A person not trained in Darwinian theory might think that the real mystery is why humans took so long to work out that it’s a good idea to have fewer children – or no children at all if times are tough. For Darwinists it’s no mystery. People in the past did get the idea – after all it’s not a hard idea to get. But for the most part, the people who chose that easier life are not our ancestors. Our ancestors were mostly the ones who kept on reproducing and out-competed the ones who had few or no children.
Something kept our ancestors’ noses to the fitness grindstone and whatever it is either didn’t get passed on to us or is ineffective in today’s environment. Because of this, human life today is very different from that of our ancestors and it is continuing to change rapidly. If evolutionary theory is be of real help in understanding our present behaviour and what our future might hold, we need to get a grip on what it is.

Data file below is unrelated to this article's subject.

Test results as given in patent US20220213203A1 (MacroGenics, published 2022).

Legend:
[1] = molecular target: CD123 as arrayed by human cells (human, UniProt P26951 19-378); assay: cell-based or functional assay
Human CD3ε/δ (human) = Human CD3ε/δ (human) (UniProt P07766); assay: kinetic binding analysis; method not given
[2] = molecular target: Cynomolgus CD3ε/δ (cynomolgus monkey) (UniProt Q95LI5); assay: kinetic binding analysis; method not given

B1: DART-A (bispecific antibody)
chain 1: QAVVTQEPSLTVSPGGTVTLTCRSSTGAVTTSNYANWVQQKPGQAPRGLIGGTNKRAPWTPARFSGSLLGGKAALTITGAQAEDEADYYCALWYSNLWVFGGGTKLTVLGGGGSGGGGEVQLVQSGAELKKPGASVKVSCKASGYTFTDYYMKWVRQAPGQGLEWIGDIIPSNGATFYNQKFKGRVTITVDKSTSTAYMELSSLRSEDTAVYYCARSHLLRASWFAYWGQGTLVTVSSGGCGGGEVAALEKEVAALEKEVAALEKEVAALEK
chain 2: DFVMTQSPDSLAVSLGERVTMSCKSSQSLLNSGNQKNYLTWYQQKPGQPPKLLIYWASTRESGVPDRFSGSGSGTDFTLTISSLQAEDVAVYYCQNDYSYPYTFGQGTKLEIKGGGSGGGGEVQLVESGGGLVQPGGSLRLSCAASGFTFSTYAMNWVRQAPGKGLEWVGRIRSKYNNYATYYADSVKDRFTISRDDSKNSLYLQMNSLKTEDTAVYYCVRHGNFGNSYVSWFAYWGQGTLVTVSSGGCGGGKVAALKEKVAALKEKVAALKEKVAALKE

So what is it? Please place your ideas below. Or, if you think the question should continue to be ignored, tell us why.
Coale, A. J. and S. C. Watkins (1986). The Decline of Fertility in Europe. Princeton, N.J., Princeton University Press.
Hrdy, S. B. (2009). Mothers and Others: The evolutionary origins of mutual understanding. Cambridge, MA, Harvard University Press.
Moheau, J.-B. (2000). “Jean-Baptiste Moheau on the moral causes of diminished fertility.” Population and Development Review 26(4): 821-826.